Ravens' Sanders has unfinished business [UPDATED]

OWINGS MILLS – Wearing a gray T-shirt that belied his usually flamboyant persona and citing unfinished business, Deion Sanders officially rejoined the Baltimore Ravens after passing a physical and signing a one-year, $1.5 million contract.

The veteran nickel back gained medical clearance after days of delays caused by concern over a surgically repaired toe in his left foot that was re-examined by Sanders' New York surgeon, Dr. William Hamilton, who specializes in treating athletes and dancers.

"Feeling good, looking good, if women weren't present, I'd take off my shirt and show you how good I look," said Sanders, who turns 38 Aug. 9. "Trust me, 37-year-olds can't do what I do. I don't have personal, selfish goals. I'd like to add another Super Bowl."

While the seven-time Pro Bowl cornerback intercepted three passes last season to finish second on the defense, he was limited to nine games because of toe and hamstring injuries. The team took caution before signing him to a contract that could be worth as much as $4 million with incentives.

"I think I have unfinished business, particularly on behalf of last season," said Sanders, who hopes to participate in practice today as the Ravens finish minicamp. "I think there was never a doubt with my teammates or the brass of the Ravens could I perform, but I think with some of the reporters or public, it was."

Sanders intercepted two passes against the Buffalo Bills, returning one for a touchdown, and was named AFC Defensive Player of the Week.

The Ravens appear to have no doubts about his skills, which have produced 51 career interceptions and more than 500 tackles.

"Deion is one of those rare breeds that you run that cat defense: 'You cover that cat and we'll do the rest,'" Ravens coach Brian Billick said. "Look at the film, he can play. I'm respectful of the fact that he is at a certain age."

Yet, Sanders, who earned Super Bowl rings with the Dallas Cowboys and San Francisco 49ers, became a fixture on the injury report last season.

"The only problem is how can I perform, how long can I stay on the field," Sanders said. "That's something I need your prayers about. If I stay on the field, I'm going to make plays."

Unlike last year when Sanders ended a three-year retirement shortly before the season, he'll have sufficient time to prepare.

"I was at a pool laying out when they called me to come back last year, tanning, a black man tanning at a pool," Sanders said. "When you're older, trust me, you have to train much more than the young guys."

Sanders acknowledged that he's not ready yet for cutting demands of cornerback. He said he has been mixing sprints and distance running along with playing basketball since June 1.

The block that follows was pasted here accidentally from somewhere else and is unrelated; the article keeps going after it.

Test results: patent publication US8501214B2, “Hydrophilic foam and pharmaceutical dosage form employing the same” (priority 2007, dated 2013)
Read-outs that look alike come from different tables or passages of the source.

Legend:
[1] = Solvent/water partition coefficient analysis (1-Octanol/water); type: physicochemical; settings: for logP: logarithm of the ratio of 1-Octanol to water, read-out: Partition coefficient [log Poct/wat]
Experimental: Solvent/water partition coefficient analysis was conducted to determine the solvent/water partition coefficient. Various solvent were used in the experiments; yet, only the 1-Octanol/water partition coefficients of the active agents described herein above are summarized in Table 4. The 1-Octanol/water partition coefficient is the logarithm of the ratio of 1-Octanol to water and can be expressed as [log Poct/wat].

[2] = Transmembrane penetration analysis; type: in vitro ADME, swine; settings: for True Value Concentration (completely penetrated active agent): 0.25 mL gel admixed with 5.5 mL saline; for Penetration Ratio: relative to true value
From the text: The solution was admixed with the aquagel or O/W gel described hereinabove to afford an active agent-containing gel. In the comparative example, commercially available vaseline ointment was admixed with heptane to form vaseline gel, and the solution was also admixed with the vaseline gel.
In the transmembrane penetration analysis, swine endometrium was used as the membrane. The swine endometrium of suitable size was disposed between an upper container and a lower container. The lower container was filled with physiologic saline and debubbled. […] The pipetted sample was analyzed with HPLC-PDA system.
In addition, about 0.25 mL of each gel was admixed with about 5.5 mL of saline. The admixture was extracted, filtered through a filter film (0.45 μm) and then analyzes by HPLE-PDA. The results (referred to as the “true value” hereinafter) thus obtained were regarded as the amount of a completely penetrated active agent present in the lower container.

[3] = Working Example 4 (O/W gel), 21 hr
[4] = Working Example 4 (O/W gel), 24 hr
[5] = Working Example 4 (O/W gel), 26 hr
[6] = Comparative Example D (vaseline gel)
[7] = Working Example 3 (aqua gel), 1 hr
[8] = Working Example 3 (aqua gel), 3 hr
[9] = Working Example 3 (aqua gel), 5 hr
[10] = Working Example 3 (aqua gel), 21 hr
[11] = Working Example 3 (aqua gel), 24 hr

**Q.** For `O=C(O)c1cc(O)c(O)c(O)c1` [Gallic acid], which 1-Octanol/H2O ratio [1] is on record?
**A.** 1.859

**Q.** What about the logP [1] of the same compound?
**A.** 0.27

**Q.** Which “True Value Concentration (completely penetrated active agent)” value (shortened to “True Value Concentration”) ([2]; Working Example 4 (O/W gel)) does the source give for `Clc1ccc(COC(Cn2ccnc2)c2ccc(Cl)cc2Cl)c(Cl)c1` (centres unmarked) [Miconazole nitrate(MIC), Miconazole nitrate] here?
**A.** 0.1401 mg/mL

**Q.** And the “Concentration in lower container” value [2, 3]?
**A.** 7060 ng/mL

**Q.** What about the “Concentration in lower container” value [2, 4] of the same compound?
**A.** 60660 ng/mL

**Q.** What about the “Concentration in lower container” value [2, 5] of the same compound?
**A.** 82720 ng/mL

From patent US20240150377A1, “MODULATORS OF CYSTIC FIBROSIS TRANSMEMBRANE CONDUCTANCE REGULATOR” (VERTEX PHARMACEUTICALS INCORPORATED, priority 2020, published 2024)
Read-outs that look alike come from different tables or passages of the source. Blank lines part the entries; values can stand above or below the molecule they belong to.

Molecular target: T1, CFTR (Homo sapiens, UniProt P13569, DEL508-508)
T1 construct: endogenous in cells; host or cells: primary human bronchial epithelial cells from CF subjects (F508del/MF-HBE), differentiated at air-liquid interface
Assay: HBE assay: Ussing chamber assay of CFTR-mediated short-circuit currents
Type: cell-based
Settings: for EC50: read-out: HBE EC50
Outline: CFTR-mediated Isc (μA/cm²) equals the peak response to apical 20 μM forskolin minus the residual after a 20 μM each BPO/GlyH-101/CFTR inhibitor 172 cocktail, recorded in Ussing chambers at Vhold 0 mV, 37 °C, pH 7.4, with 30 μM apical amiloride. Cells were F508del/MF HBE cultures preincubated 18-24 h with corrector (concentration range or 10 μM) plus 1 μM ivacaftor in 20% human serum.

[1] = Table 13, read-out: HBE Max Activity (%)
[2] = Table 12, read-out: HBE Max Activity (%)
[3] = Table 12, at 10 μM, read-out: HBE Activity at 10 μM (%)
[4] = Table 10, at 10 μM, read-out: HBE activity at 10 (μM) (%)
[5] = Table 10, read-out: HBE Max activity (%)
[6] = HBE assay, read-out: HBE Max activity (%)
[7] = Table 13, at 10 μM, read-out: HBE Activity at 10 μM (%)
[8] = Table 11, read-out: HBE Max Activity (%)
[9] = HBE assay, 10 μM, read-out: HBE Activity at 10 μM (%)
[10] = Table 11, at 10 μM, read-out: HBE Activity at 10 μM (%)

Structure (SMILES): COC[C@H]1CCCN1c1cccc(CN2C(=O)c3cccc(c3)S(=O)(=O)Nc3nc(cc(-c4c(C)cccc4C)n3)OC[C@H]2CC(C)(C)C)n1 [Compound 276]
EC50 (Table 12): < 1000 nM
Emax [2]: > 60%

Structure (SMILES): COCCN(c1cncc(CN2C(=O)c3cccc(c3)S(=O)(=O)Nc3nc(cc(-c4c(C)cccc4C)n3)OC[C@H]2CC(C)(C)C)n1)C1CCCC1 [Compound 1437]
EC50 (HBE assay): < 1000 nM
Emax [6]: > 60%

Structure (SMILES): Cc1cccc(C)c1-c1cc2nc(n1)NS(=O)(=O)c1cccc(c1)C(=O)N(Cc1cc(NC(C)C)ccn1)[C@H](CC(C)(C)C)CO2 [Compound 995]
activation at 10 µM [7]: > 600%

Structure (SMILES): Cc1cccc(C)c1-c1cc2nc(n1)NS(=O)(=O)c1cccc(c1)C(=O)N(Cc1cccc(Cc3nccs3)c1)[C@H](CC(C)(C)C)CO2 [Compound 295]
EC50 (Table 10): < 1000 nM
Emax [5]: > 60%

The 1994 NFL Defensive Player of the Year claims he's faster than last season.

"I think I arrived in late August [last year], my hamstrings arrived in September," Sanders said. "We're all going to show up at the same time this year."

With Sanders' addition, the Ravens' secondary will feature the reigning NFL Defensive Player of the Year in safety Ed Reed along with Pro Bowl cornerbacks Chris McAlister, Samari Rolle and Dale Carter. The secondary has a combined 17 Pro Bowl selections.

"I think it could be one of the best secondaries assembled, and that's saying a lot," said Sanders, who also expressed a desire to play on offense.

Sanders declined to confirm whether this will be his final season.

"I know in my mind what I'm going to do, but I'm not going to expound on that," Sanders said.

By his standards, Sanders' entrance was understated. His only flash other than colorful remarks was a large gold chain, a stark contrast to the bright burgundy-and-gold suit he sported when he joined the Washington Redskins before retiring in 2001.

"Things have changed, I'm an old man," Sanders said. "I don't have to impress you. I can pull off my cape and pull off my mascara and allow myself to be me."

For Sanders, who missed five of the final eight games with a toe injury last season, this is a chance to make a larger contribution.

"I gave everyone a commercial last year," Sanders said. "I want to give them a movie." NOTES: Billick said that running back Musa Smith is ahead of schedule in his recovery from a gruesome broken leg that required surgery. "We'll have to wait until we get to training camp and make sure we approach it in a way that optimizes his chance of getting to the opener against Indianapolis," Billick said. … Fullback Alan Ricard (knee) was held out of team drills. …Rookie defensive lineman Walter Curry won the team's annual fishing derby, edging defensive coordinator Rex Ryan. "It's hard to get an honest game anymore," Billick said of a contest judged by nose guard Kelly Gregg.

In addition to being a long time contributor to RavensInsider, Aaron Wilson writes for the Carroll County Times in Westminster Maryland.

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